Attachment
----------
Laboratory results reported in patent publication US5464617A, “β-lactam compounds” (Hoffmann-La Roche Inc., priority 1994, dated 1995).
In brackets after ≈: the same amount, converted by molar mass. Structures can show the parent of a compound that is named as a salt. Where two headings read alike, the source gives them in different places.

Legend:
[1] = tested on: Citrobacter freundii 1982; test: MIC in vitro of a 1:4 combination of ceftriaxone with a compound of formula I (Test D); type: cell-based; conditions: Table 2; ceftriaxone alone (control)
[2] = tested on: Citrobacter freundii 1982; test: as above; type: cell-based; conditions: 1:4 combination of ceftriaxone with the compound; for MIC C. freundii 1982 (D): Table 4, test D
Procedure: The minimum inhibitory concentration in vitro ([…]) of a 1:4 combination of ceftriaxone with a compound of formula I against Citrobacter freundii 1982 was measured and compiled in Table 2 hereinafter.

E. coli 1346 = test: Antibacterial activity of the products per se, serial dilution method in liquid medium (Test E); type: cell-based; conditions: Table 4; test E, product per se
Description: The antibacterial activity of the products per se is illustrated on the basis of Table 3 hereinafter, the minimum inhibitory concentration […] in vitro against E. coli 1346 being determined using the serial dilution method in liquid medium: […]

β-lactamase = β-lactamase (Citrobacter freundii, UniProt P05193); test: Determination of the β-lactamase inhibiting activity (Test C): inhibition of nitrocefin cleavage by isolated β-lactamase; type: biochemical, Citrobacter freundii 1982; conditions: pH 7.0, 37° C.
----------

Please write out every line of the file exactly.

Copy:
Laboratory results reported in patent publication US5464617A, “β-lactam compounds” (Hoffmann-La Roche Inc., priority 1994, dated 1995).
In brackets after ≈: the same amount, converted by molar mass. Structures can show the parent of a compound that is named as a salt. Where two headings read alike, the source gives them in different places.

Legend:
[1] = tested on: Citrobacter freundii 1982; test: MIC in vitro of a 1:4 combination of ceftriaxone with a compound of formula I (Test D); type: cell-based; conditions: Table 2; ceftriaxone alone (control)
[2] = tested on: Citrobacter freundii 1982; test: as above; type: cell-based; conditions: 1:4 combination of ceftriaxone with the compound; for MIC C. freundii 1982 (D): Table 4, test D
Procedure: The minimum inhibitory concentration in vitro ([…]) of a 1:4 combination of ceftriaxone with a compound of formula I against Citrobacter freundii 1982 was measured and compiled in Table 2 hereinafter.

E. coli 1346 = test: Antibacterial activity of the products per se, serial dilution method in liquid medium (Test E); type: cell-based; conditions: Table 4; test E, product per se
Description: The antibacterial activity of the products per se is illustrated on the basis of Table 3 hereinafter, the minimum inhibitory concentration […] in vitro against E. coli 1346 being determined using the serial dilution method in liquid medium: […]

β-lactamase = β-lactamase (Citrobacter freundii, UniProt P05193); test: Determination of the β-lactamase inhibiting activity (Test C): inhibition of nitrocefin cleavage by isolated β-lactamase; type: biochemical, Citrobacter freundii 1982; conditions: pH 7.0, 37° C.